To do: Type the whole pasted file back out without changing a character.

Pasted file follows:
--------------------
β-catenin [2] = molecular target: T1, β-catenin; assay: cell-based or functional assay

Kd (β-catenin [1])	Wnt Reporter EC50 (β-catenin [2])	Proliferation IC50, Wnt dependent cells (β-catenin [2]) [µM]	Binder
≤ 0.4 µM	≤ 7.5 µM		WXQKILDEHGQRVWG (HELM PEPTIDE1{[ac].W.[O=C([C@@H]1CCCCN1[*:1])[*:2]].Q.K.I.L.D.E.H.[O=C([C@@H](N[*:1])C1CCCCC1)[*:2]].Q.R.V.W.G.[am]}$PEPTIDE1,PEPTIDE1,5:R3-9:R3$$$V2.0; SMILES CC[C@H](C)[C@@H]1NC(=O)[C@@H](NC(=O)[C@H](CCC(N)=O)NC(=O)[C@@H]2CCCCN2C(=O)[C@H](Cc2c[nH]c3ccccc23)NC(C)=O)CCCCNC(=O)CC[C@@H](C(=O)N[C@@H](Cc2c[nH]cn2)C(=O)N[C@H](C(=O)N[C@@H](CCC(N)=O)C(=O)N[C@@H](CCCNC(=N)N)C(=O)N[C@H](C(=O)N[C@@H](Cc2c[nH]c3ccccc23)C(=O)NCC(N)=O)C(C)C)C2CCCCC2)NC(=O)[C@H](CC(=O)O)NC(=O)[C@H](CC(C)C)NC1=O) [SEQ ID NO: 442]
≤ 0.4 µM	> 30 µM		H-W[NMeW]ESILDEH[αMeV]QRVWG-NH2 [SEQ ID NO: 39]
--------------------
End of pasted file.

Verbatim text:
β-catenin [2] = molecular target: T1, β-catenin; assay: cell-based or functional assay

Kd (β-catenin [1])	Wnt Reporter EC50 (β-catenin [2])	Proliferation IC50, Wnt dependent cells (β-catenin [2]) [µM]	Binder
≤ 0.4 µM	≤ 7.5 µM		WXQKILDEHGQRVWG (HELM PEPTIDE1{[ac].W.[O=C([C@@H]1CCCCN1[*:1])[*:2]].Q.K.I.L.D.E.H.[O=C([C@@H](N[*:1])C1CCCCC1)[*:2]].Q.R.V.W.G.[am]}$PEPTIDE1,PEPTIDE1,5:R3-9:R3$$$V2.0; SMILES CC[C@H](C)[C@@H]1NC(=O)[C@@H](NC(=O)[C@H](CCC(N)=O)NC(=O)[C@@H]2CCCCN2C(=O)[C@H](Cc2c[nH]c3ccccc23)NC(C)=O)CCCCNC(=O)CC[C@@H](C(=O)N[C@@H](Cc2c[nH]cn2)C(=O)N[C@H](C(=O)N[C@@H](CCC(N)=O)C(=O)N[C@@H](CCCNC(=N)N)C(=O)N[C@H](C(=O)N[C@@H](Cc2c[nH]c3ccccc23)C(=O)NCC(N)=O)C(C)C)C2CCCCC2)NC(=O)[C@H](CC(=O)O)NC(=O)[C@H](CC(C)C)NC1=O) [SEQ ID NO: 442]
≤ 0.4 µM	> 30 µM		H-W[NMeW]ESILDEH[αMeV]QRVWG-NH2 [SEQ ID NO: 39]